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Treasure Hunt: Fire-Following Flowers You Might Find in the North Bay

by Lech Naumovich on March 30, 2018

After a fire, seeds that have been lying dormant in the soil, sometimes for decades or even a century, awaken. Botanist Lech Naumovich describes the complex post-fire ecology of the North Bay in the April 2018 Bay Nature. This rare plant list gives an idea of some of the individual species that botanists might find in the coming years.

The following plants are not all obligate fire followers, but likely need similar environmental conditions as species that follow fire. An explanation of the CNPS rarity lists can be found here.

twining snapdragon

Antirrhinum kelloggi. (Photo by jpgalvan / iNaturalist – CC-BY-NC)

Kellogg’s snapdragonAntirrhinum kelloggii – At its northern range limit, recently rediscovered in the Mt. Diablo area after the Morgan Fire.

Brewer's calindrinia

Calandrinia breweri. (Photo by Don Loarie / iNaturalist, CC-BY)

Brewer’s calandriniaCalandrinia breweri – CNPS List 4; rare clarkia.

Rincon ridge ceanothus

Ceanothus confusus. (Photo by icosahedron / iNaturalist, CC-BY)

Rincon Ridge ceanothusCeanothus confusus – CNPS List 1B; North Bay endemic.

Calistoga ceanothus

Ceanothus divergens. (Photo by Peter Warner / iNaturalist, CC-BY)

Calistoga ceanothusCeanothus divergens – CNPS List 1B; local endemic centralized around the mountains near Calistoga.

clarkia breweri

Clarkia breweri. (Photo by Ken-ichi Ueda / iNaturalist, CC-BY-NC)

Brewer’s clarkiaClarkia breweri – CNPS List 4; at its northern range limit, very limited in Napa.

Whispering bells

Emmenanthe penduliflora. (Photo by Donna Pomeroy / iNaturalist, CC-BY-NC)

Whispering bellsEmmenanthe penduliflora – Common after fires but disappears within three years.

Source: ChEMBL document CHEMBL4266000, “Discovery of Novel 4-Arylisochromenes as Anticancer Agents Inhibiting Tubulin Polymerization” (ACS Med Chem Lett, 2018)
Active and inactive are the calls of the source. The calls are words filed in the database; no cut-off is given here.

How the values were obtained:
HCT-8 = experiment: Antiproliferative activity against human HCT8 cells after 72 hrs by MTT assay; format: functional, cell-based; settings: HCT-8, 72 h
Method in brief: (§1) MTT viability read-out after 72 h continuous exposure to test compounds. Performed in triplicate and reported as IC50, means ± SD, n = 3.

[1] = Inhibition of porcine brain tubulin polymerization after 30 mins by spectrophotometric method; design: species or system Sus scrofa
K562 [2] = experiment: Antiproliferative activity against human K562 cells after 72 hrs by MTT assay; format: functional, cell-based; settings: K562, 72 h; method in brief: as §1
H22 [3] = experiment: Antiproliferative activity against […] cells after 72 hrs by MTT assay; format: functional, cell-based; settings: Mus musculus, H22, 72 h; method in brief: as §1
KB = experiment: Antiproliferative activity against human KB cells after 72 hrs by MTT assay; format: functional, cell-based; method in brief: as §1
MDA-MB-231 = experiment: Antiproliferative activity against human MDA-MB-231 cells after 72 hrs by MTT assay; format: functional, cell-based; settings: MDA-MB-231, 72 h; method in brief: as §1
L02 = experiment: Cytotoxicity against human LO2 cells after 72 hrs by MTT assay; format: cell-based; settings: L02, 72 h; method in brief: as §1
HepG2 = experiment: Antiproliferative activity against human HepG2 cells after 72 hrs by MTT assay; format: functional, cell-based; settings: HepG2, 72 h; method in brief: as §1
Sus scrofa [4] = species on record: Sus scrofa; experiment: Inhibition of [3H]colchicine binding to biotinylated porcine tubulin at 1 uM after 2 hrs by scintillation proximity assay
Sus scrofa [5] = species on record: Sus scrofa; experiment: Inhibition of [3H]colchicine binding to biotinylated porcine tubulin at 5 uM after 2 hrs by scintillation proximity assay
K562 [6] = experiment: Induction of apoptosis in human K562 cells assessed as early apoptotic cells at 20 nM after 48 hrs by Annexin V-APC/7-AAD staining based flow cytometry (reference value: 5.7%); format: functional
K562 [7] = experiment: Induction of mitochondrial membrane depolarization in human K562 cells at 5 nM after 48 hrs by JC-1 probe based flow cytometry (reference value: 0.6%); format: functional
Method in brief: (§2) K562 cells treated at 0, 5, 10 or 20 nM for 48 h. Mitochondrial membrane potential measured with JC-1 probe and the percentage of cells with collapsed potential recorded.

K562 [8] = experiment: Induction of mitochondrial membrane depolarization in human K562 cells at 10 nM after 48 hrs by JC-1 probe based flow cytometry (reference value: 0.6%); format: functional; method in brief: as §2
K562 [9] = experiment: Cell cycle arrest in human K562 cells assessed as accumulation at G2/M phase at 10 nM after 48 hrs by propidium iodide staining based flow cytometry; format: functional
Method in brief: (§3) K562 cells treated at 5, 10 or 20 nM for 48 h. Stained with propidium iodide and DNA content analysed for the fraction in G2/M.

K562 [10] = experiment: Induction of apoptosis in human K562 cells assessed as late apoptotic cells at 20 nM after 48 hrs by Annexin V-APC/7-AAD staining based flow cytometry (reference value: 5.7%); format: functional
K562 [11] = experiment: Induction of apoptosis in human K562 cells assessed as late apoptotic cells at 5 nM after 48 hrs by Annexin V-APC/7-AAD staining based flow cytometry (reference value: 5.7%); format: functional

San Benito poppy

Eschsolzia hypecoides. (Photo by Curtis Clark / Wikimedia Commons, Creative Commons CC-BY-SA-2.5)

Leafy-stemmed poppyEschscholzia hypecoides – CNPS List 4; not seen in Napa for more than 20 years.

Harmonia nutans

Harmonia nutans. (Photo by Don Loarie / iNaturalist, CC-BY)

Nodding harmoniaHarmonia nutans – CNPS List 1B; entire species distribution centered in Napa.

Hesperolinon breweri

Hesperolinon breweri. (Photo by Tony Iwane / iNaturalist, CC-BY-NC)

Brewer’s dwarf flaxHesperolinon breweri – CNPS List 1B; entire species distribution centered in Napa.

Calistoga pincushion plant

Navarretia heterodoxa. (Photo by Kevin Hintsa / iNaturalist, CC-BY-NC)

Calistoga pincushion plantNavarretia heterodoxa – A plant that typically thrives in bare, rocky, and often serpentine soils in the coastal Bay Area.

fire poppy

Papaver californicum. (Photo by Heath Bartosh)

Fire poppyPapaver californicum – Fire poppy that usually is seen only following fires.

Ribes victoris

Ribes victoris. (Photo by c michael hogan / iNaturalist, CC-BY-NC-SA)

Victor’s gooseberryRibes victoris – CNPS List 4; species predominantly restricted to the Bay Area, mainly in the North Bay.

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Lech Naumovich on April 13th, 2018 at 12:42 pm

Please let us know if you’ve found any of the treasure hunt plants! Post via comment and link to an online photo/iNaturalist/CalFlora account please :)
I’ll do the same!!! – Lech

Jorgen Gulliksen on June 5th, 2018 at 10:18 am

Land Trust of Napa County discovers fire poppies amid Mt. George regrowth. https://www.napalandtrust.org/land-trust-discovers-rare-fire-poppy-amid-mt-george-regrowth/

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